When 17-year-old Taylor Prince was just four years old, his stepmom Brenda Basham, a Shetland Pony and Miniature Horse breeder and trainer, said “Pick any horse you want on the farm and it’s yours.”
“I picked a little filly foal named Guinevere,” remembers Taylor. “I still have her here on our farm. I’ve done just about everything with Gwinny. We’ve competed in halter classes, driving, showmanship and obstacle jumping courses. Gwinny is a great kid’s horse.”
Today Taylor helps his dad, Jason Prince, and Brenda raise and train Miniature Horses and Shetland Ponies at the family’s Excaliber Stables in Illinois.
“I live on a farm in the middle of nowhere,” says Taylor. “We have one Paint Horse and around 30 or 40 Miniatures and Shetlands. We breed our own horses.”
When Taylor’s not training Minis and Shetlands, he helps around the farm.
“I feed and water the horses in the morning, and I clean stables,” says Taylor.
Taylor is an active member of the American Shetland Pony Club/American Miniature Horse Registry Youth Club and he likes spreading the word about Shetlands and Minis.
“Miniature Horses are calm and loveable, and you can do a lot with them,” explains Taylor. “Shetlands can be a bit more rowdy, so you have to be patient when working with them.”
Taylor’s favorite Shetland Pony to train and show is named Tom E. Lee of Excaliber. And yes, the 4-year-old bay gelding is named after Tommy Lee, the wild drummer of the rock band Motley Crue! His barn name is Motley.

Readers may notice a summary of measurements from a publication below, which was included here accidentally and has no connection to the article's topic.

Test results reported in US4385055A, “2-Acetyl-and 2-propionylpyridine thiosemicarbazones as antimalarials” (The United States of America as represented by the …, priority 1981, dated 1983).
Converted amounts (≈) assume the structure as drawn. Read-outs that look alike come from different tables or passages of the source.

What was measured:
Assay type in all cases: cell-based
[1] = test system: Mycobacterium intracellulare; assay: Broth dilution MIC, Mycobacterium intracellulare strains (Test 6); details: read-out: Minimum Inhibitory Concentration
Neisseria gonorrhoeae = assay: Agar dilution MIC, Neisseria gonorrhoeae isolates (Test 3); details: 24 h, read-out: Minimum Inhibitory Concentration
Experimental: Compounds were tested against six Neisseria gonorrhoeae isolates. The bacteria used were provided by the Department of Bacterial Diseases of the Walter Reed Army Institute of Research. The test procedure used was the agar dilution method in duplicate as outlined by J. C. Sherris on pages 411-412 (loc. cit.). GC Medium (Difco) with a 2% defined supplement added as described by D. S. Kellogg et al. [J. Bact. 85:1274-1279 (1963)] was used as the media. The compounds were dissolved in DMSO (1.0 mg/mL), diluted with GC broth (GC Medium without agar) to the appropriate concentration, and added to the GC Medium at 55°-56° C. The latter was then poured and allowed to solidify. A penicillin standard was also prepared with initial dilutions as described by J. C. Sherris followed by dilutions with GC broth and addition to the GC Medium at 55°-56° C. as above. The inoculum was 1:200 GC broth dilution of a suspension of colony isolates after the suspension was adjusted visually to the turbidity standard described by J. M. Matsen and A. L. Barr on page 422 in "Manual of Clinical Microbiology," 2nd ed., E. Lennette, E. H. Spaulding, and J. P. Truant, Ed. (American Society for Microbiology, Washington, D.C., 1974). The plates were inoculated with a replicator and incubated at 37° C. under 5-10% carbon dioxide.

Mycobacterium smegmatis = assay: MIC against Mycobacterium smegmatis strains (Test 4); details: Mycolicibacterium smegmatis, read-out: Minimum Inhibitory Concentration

“Motley is a little skittish. You can’t make any sudden moves around him, but other than that he’s a really good horse,” says Taylor.
Taylor has shown Motley since he was a foal, and the Shetland Pony has won numerous championships at shows including the Shetland Pony Congress and the Ohio State Fair Championships.
Taylor also trains and shows 13-year-old Gwinny’s younger full brother, 10-year-old Roland. Roland is a blue roan gelding.
“Roland is pretty calm and friendly,” says Taylor. “I took him to last year’s American Miniature Horse National Show and we competed in jumping and obstacle classes.”
And just what is an obstacle class?
“It’s kind of like a trail class,” explains Taylor. “You have to do things like lead your horse over a tarp, ground tie him in front of the judges and walk him over a bridge that makes noise. Sometimes you have to walk through and obstacle that has stuff hanging down that touches the horse.”
Taylor says that the key to training Miniature Horses and Shetlands for obstacle courses is building trust with them.
“It’s all about cues and repetition too” says Taylor.
Taylor’s favorite show class is jumping.
“A course is usually about six fences. Sometimes I show four or five horses a day in jumping classes and I can get pretty tired,” says Taylor.
Taylor teaches the horses and ponies how to jump by starting small.
“You keep the fences very low and they walk over it at first until they get it.”
Taylor really likes competing at shows because he gets to hang out with other kids who enjoy training and showing Miniature Horses and Shetland Ponies.
“I have friends all over the United States, thanks to my horses,” says Taylor. “Some of the bigger shows have parties for the youth competitors, and we sometimes do fun activities like going to water parks. We’re all pretty competitive inside the ring, but everyone is friendly outside the ring.”
Taylor does his part to promote the breeds.
“I’ve shown my horses in lots of parades, and I’ve taken them to schools so kids can learn about them,” says Taylor.
We asked Taylor how young riders can learn more about Shetland Ponies and Miniature Horses.
“They can visit the breed websites and find out if there are breeders close to them. Most breeders are happy to show off their horses, says Taylor. “The breed associations also hold clinics where you can go and learn more about Minis and Shetlands.”
To learn more about Miniature Horses and Shetland Ponies: